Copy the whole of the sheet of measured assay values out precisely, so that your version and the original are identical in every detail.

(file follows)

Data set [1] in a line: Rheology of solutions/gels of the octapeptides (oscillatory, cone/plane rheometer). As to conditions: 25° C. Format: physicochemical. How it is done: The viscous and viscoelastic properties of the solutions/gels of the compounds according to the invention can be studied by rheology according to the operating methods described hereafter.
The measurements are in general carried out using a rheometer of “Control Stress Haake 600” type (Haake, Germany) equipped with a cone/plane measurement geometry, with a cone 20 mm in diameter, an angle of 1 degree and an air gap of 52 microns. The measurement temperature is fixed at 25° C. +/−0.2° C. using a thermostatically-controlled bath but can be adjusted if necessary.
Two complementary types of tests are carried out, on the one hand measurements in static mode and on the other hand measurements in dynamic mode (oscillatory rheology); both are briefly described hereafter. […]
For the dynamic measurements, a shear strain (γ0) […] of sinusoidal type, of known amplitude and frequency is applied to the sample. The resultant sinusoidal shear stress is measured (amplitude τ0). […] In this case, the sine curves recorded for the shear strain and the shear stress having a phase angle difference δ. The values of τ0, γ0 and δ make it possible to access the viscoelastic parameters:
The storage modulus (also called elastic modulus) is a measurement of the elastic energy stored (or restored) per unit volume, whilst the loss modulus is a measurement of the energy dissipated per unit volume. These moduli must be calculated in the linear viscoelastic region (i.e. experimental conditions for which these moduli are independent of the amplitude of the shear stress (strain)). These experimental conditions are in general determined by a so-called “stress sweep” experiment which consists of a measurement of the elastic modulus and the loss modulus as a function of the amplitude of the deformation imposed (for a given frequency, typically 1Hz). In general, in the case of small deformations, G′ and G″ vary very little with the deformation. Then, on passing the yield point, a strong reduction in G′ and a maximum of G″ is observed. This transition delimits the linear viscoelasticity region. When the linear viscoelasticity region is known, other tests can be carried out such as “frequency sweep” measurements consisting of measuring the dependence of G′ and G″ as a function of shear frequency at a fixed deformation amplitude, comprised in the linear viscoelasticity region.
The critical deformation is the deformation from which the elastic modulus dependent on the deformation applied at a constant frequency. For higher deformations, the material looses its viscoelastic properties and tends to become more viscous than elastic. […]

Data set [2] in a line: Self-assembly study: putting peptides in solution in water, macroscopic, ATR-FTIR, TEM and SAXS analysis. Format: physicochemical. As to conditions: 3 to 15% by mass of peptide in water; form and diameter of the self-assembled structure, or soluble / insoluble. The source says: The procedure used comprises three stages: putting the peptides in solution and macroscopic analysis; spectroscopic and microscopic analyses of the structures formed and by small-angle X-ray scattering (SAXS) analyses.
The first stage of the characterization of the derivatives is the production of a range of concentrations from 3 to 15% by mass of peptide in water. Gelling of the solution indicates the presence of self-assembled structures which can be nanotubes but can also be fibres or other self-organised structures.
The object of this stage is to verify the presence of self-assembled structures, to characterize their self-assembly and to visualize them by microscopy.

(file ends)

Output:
Data set [1] in a line: Rheology of solutions/gels of the octapeptides (oscillatory, cone/plane rheometer). As to conditions: 25° C. Format: physicochemical. How it is done: The viscous and viscoelastic properties of the solutions/gels of the compounds according to the invention can be studied by rheology according to the operating methods described hereafter.
The measurements are in general carried out using a rheometer of “Control Stress Haake 600” type (Haake, Germany) equipped with a cone/plane measurement geometry, with a cone 20 mm in diameter, an angle of 1 degree and an air gap of 52 microns. The measurement temperature is fixed at 25° C. +/−0.2° C. using a thermostatically-controlled bath but can be adjusted if necessary.
Two complementary types of tests are carried out, on the one hand measurements in static mode and on the other hand measurements in dynamic mode (oscillatory rheology); both are briefly described hereafter. […]
For the dynamic measurements, a shear strain (γ0) […] of sinusoidal type, of known amplitude and frequency is applied to the sample. The resultant sinusoidal shear stress is measured (amplitude τ0). […] In this case, the sine curves recorded for the shear strain and the shear stress having a phase angle difference δ. The values of τ0, γ0 and δ make it possible to access the viscoelastic parameters:
The storage modulus (also called elastic modulus) is a measurement of the elastic energy stored (or restored) per unit volume, whilst the loss modulus is a measurement of the energy dissipated per unit volume. These moduli must be calculated in the linear viscoelastic region (i.e. experimental conditions for which these moduli are independent of the amplitude of the shear stress (strain)). These experimental conditions are in general determined by a so-called “stress sweep” experiment which consists of a measurement of the elastic modulus and the loss modulus as a function of the amplitude of the deformation imposed (for a given frequency, typically 1Hz). In general, in the case of small deformations, G′ and G″ vary very little with the deformation. Then, on passing the yield point, a strong reduction in G′ and a maximum of G″ is observed. This transition delimits the linear viscoelasticity region. When the linear viscoelasticity region is known, other tests can be carried out such as “frequency sweep” measurements consisting of measuring the dependence of G′ and G″ as a function of shear frequency at a fixed deformation amplitude, comprised in the linear viscoelasticity region.
The critical deformation is the deformation from which the elastic modulus dependent on the deformation applied at a constant frequency. For higher deformations, the material looses its viscoelastic properties and tends to become more viscous than elastic. […]

Data set [2] in a line: Self-assembly study: putting peptides in solution in water, macroscopic, ATR-FTIR, TEM and SAXS analysis. Format: physicochemical. As to conditions: 3 to 15% by mass of peptide in water; form and diameter of the self-assembled structure, or soluble / insoluble. The source says: The procedure used comprises three stages: putting the peptides in solution and macroscopic analysis; spectroscopic and microscopic analyses of the structures formed and by small-angle X-ray scattering (SAXS) analyses.
The first stage of the characterization of the derivatives is the production of a range of concentrations from 3 to 15% by mass of peptide in water. Gelling of the solution indicates the presence of self-assembled structures which can be nanotubes but can also be fibres or other self-organised structures.
The object of this stage is to verify the presence of self-assembled structures, to characterize their self-assembly and to visualize them by microscopy.